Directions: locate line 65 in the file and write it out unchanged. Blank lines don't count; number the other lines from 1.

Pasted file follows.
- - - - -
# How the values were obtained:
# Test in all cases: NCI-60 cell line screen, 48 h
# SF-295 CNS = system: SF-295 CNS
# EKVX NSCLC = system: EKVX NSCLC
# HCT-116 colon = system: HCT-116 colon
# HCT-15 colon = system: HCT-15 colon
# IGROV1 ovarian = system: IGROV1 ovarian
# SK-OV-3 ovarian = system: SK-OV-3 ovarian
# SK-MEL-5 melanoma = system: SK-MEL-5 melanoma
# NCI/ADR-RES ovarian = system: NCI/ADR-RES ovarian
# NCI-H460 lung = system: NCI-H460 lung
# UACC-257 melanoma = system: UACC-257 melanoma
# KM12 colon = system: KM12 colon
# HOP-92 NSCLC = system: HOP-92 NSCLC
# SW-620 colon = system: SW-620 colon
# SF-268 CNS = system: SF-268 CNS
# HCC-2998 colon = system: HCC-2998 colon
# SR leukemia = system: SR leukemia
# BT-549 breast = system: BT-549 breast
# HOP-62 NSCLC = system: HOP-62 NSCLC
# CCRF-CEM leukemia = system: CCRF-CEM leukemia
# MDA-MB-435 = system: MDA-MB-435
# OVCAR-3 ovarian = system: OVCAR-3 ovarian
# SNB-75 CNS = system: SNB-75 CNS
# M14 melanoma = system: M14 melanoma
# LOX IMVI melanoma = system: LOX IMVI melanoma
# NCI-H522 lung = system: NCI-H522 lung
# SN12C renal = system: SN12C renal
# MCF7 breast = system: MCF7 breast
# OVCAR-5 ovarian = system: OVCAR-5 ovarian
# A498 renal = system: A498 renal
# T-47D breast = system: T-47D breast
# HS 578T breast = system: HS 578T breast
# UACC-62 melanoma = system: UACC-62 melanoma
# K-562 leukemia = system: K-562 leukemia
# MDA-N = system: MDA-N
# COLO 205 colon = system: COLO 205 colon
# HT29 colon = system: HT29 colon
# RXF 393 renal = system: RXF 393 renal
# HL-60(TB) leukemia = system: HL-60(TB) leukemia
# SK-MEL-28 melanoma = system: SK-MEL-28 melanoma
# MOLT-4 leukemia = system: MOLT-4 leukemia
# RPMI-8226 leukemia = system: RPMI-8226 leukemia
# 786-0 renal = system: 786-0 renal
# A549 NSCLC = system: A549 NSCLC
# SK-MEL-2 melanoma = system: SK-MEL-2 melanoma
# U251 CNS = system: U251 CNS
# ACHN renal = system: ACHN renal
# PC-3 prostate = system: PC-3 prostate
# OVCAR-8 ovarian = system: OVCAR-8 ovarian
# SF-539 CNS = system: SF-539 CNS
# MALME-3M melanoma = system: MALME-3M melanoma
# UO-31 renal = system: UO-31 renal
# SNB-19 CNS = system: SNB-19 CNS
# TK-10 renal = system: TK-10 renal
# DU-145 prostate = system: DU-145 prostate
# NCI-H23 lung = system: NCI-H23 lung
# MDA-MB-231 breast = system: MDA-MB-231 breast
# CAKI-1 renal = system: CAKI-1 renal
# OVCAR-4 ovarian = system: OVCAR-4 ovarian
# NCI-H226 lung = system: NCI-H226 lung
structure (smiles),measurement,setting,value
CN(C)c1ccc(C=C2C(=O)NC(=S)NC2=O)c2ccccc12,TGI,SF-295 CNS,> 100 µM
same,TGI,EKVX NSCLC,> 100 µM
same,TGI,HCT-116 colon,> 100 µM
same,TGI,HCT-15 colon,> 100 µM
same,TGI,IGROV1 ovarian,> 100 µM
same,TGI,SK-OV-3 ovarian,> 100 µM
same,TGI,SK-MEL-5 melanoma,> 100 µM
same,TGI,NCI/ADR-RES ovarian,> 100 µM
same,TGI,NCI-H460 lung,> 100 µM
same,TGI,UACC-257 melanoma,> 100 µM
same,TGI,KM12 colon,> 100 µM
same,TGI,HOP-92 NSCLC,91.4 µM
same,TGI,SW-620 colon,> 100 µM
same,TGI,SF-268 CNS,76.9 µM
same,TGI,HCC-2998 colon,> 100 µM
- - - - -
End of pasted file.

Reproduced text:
same,TGI,HCT-116 colon,> 100 µM